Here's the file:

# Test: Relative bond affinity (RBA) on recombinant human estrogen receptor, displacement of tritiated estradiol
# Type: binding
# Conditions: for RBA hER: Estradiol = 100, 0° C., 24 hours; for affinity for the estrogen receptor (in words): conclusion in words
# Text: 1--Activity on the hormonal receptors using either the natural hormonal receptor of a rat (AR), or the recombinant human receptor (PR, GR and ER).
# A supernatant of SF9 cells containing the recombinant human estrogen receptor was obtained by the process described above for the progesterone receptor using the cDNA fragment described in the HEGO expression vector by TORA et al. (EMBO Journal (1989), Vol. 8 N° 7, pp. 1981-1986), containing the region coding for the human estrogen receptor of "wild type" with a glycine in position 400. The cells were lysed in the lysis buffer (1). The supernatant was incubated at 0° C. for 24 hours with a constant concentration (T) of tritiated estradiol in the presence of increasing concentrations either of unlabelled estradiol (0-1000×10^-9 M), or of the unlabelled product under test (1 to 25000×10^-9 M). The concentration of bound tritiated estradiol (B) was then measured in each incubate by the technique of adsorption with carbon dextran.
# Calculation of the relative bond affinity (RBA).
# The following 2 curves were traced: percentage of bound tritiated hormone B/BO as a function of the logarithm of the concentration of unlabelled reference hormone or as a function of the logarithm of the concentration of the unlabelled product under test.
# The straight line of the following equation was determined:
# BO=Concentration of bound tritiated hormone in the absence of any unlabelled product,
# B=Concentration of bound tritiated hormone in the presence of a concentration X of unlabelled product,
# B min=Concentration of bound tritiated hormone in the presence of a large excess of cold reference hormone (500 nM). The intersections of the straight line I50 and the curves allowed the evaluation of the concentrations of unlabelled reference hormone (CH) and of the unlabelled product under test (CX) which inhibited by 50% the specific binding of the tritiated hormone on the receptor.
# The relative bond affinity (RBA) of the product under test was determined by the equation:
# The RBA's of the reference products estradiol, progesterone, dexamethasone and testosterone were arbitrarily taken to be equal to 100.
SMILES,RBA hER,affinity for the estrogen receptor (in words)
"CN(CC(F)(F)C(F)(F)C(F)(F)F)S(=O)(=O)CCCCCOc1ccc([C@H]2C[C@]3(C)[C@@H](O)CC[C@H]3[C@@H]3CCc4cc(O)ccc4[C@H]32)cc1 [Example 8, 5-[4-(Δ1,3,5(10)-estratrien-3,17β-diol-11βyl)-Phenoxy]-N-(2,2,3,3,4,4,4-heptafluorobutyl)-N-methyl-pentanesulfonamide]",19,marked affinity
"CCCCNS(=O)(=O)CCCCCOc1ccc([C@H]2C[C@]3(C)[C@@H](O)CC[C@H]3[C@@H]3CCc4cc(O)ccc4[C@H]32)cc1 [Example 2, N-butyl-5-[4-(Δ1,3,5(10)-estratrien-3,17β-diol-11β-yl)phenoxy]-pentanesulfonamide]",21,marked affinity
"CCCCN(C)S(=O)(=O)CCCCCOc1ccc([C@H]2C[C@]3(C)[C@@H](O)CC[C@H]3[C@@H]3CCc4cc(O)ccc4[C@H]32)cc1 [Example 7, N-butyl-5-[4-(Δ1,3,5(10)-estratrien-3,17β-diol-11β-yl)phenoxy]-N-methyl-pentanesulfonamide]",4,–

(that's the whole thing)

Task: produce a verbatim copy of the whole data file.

# Test: Relative bond affinity (RBA) on recombinant human estrogen receptor, displacement of tritiated estradiol
# Type: binding
# Conditions: for RBA hER: Estradiol = 100, 0° C., 24 hours; for affinity for the estrogen receptor (in words): conclusion in words
# Text: 1--Activity on the hormonal receptors using either the natural hormonal receptor of a rat (AR), or the recombinant human receptor (PR, GR and ER).
# A supernatant of SF9 cells containing the recombinant human estrogen receptor was obtained by the process described above for the progesterone receptor using the cDNA fragment described in the HEGO expression vector by TORA et al. (EMBO Journal (1989), Vol. 8 N° 7, pp. 1981-1986), containing the region coding for the human estrogen receptor of "wild type" with a glycine in position 400. The cells were lysed in the lysis buffer (1). The supernatant was incubated at 0° C. for 24 hours with a constant concentration (T) of tritiated estradiol in the presence of increasing concentrations either of unlabelled estradiol (0-1000×10^-9 M), or of the unlabelled product under test (1 to 25000×10^-9 M). The concentration of bound tritiated estradiol (B) was then measured in each incubate by the technique of adsorption with carbon dextran.
# Calculation of the relative bond affinity (RBA).
# The following 2 curves were traced: percentage of bound tritiated hormone B/BO as a function of the logarithm of the concentration of unlabelled reference hormone or as a function of the logarithm of the concentration of the unlabelled product under test.
# The straight line of the following equation was determined:
# BO=Concentration of bound tritiated hormone in the absence of any unlabelled product,
# B=Concentration of bound tritiated hormone in the presence of a concentration X of unlabelled product,
# B min=Concentration of bound tritiated hormone in the presence of a large excess of cold reference hormone (500 nM). The intersections of the straight line I50 and the curves allowed the evaluation of the concentrations of unlabelled reference hormone (CH) and of the unlabelled product under test (CX) which inhibited by 50% the specific binding of the tritiated hormone on the receptor.
# The relative bond affinity (RBA) of the product under test was determined by the equation:
# The RBA's of the reference products estradiol, progesterone, dexamethasone and testosterone were arbitrarily taken to be equal to 100.
SMILES,RBA hER,affinity for the estrogen receptor (in words)
"CN(CC(F)(F)C(F)(F)C(F)(F)F)S(=O)(=O)CCCCCOc1ccc([C@H]2C[C@]3(C)[C@@H](O)CC[C@H]3[C@@H]3CCc4cc(O)ccc4[C@H]32)cc1 [Example 8, 5-[4-(Δ1,3,5(10)-estratrien-3,17β-diol-11βyl)-Phenoxy]-N-(2,2,3,3,4,4,4-heptafluorobutyl)-N-methyl-pentanesulfonamide]",19,marked affinity
"CCCCNS(=O)(=O)CCCCCOc1ccc([C@H]2C[C@]3(C)[C@@H](O)CC[C@H]3[C@@H]3CCc4cc(O)ccc4[C@H]32)cc1 [Example 2, N-butyl-5-[4-(Δ1,3,5(10)-estratrien-3,17β-diol-11β-yl)phenoxy]-pentanesulfonamide]",21,marked affinity
"CCCCN(C)S(=O)(=O)CCCCCOc1ccc([C@H]2C[C@]3(C)[C@@H](O)CC[C@H]3[C@@H]3CCc4cc(O)ccc4[C@H]32)cc1 [Example 7, N-butyl-5-[4-(Δ1,3,5(10)-estratrien-3,17β-diol-11β-yl)phenoxy]-N-methyl-pentanesulfonamide]",4,–